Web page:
New Music

Listen: Danny Whitten’s Veins – Harold Holt



Danny Whitten’s Veins is a punk band from Adelaide who follow a recent uprising in acts who outwardly reference Flipper, forever the kings of bad taste US punk. Despite their name being a reference to a former Crazy Horse guitarist (who died of a booze and valium cocktail rather than the ravaging of opiates their name suggests), there is no virtuosity here, just oversaturated vocals and simpleton dynamics. It’s as punishing and trying a listen as you’ll find, with as flailing an approach as their clear interstate contemporaries in Sydney’s Housewives and Melbourne’s Dribble.

‘Harold Holt’ opens their self-titled cassette and taunts the still-missing Prime Minister with goading shouts of “swim Harry, swim,” a rapid and quickly forgotten sentiment that sits in opposition to the six-minute death knell of ‘Tick the Boxes.’ Other tracks preference the more fleeting approach, but the weight of noise bears down on the tape throughout.


The self-titled Danny Whitten’s Veins cassette is available on Major Crimes Records through distro’s such as No Patience.


Major Crimes – Black Hill (Cassette)

Sometimes you need to create the right environment to “appreciate” the kind of music that Adelaide’s Major Crimes vendor, but this four-piece have some pretty cunning strategies to open up the receptive pores in your brain, in case you lose interest and listen to Slayer instead. Krautrock is usually the worst kind of ghetto for Men With Instruments In Non-European Countries, but Major Crimes pull together a bunch of contrasting elements from that broad canon, recalibrating the sound to better suit our relationship with The Machine. Black Hill is full of cliffhangers. Will it die, or will it not?

There’s a sense of latency about Black Hill: the music progresses slowly and incrementally, running in cycles, garnering speed, and then faltering. It’s never obvious whether it’s the synthetic (drum machine, keyboard) or the traditional (guitar) part of the ensemble controlling the arc, because each side is always in clipped harmony, smudging and blending into the other. Benjamin McLaren’s guitar steers most of Major Crimes’ core melodies, but it also constitutes most of the peripheral hiss and fuzz that serves to obscure precisely what is going on. He plays like he’s lacking several megabytes of the necessary memory needed to play these “pop songs” properly. It sounds like data lurching into action, poised between crucial frames, the pixels broken and smudged, the cooling fan in overdrive.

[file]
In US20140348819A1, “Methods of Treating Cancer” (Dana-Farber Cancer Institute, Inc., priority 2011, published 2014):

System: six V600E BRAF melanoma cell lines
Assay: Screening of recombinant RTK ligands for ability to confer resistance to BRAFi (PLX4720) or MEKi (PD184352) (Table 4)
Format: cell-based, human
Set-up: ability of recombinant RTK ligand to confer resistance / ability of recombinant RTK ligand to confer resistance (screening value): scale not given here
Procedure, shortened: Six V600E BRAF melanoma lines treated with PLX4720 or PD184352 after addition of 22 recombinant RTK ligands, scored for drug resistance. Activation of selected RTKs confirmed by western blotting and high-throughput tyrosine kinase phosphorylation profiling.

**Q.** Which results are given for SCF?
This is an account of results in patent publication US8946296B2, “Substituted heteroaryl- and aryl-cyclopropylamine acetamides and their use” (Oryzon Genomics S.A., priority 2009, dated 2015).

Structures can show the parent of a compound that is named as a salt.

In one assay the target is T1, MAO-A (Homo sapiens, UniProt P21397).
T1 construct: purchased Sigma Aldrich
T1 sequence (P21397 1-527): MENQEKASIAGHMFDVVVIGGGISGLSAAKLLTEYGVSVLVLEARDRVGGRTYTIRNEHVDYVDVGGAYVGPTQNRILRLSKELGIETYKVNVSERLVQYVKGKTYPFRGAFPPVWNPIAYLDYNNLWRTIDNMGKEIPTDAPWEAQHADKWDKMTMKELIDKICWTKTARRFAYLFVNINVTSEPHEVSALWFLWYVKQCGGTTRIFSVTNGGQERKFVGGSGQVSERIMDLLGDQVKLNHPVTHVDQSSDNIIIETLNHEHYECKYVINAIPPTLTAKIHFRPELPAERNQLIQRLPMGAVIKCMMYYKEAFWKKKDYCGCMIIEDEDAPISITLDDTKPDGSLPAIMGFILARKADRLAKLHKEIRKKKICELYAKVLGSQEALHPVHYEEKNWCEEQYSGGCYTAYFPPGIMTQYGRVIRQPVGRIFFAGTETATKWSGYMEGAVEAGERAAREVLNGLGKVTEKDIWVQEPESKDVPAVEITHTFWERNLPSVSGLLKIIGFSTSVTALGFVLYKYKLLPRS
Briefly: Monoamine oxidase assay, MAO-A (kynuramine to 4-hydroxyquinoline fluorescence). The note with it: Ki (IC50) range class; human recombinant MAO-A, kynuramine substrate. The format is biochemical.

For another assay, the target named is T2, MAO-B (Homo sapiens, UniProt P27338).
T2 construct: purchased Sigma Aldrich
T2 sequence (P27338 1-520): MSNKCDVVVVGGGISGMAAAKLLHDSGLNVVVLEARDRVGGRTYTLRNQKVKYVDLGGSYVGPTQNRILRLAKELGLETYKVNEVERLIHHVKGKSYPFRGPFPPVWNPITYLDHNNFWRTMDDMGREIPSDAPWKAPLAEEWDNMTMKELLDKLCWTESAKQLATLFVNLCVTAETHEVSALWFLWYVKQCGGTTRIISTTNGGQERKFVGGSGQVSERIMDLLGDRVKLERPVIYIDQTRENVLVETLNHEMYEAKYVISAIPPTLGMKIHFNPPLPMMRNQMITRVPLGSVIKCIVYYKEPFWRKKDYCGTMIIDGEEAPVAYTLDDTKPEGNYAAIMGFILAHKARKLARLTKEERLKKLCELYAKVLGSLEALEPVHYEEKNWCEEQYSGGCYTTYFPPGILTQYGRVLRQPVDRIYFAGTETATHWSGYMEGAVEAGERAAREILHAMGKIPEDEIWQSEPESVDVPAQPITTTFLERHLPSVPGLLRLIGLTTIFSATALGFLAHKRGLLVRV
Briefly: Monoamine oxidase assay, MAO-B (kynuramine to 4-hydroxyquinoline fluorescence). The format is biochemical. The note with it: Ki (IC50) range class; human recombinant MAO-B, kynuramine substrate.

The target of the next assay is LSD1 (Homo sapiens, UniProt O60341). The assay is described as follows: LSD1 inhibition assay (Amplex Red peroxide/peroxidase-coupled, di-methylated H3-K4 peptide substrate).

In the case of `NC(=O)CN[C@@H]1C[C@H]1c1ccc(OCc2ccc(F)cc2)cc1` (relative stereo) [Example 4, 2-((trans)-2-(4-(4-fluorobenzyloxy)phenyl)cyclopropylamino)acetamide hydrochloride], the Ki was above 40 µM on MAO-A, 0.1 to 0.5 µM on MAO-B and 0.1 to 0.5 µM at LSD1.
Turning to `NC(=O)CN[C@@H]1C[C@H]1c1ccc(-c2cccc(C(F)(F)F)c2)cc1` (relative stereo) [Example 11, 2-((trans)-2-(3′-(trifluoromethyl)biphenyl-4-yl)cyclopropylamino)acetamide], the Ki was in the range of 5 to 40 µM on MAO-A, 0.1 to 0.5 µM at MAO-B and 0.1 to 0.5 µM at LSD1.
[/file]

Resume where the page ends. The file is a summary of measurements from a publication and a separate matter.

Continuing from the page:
Major Crimes sound like they’re moving at an incredibly low and ineffectual framerate. The machine navigates, but it does so on its last bar of power, and the hiss between the notes, and the beats, and the noises, sounds like a burnt fuse or an overheated motherboard. Major Crimes always sounds like something dying, like the last burst of energy before landfill. A thousand Nokia bricks singing in harmony. It’s krautrock influences serve only as contrast: it conjures the machinations of a system, but it does so only to bleed it of its prowess.

It’s immediately gratifying, because at a time when data and information overload is a widely acknowledged Evil, Major Crimes sounds like all those systems running at a loss, like a weirdly melodious fax machine or bulletin board server waving its last goodbye. It’s just so syrupy and slimey, the green ooze that chips bleed in your mildest techno-nightmares.

Label: Heavy Lows
Release date: October 2012

New Music

Listen: Major Crimes – Black Hill

Adelaide’s Major Crimes will release their debut album next month on Heavy Lows, and ‘Black Hill’ will feature on it. This is the first time I’ve heard Major Crimes properly, and it took me a couple of listens before I warmed to this. It worked especially well as background noise while I was playing Spelunky on Xbox just before. The deeper you go, the scarier it gets.

This track kinda reminds me of some of Spacemen 3’s more minimal, space-y stuff, especially that guitar tone, which has a non-organic, cyborg charm about it. There seems to be a lot of interesting lo-fi oriented electronic groups coming out of Adelaide at the moment. Maybe Adelaide is already in the future.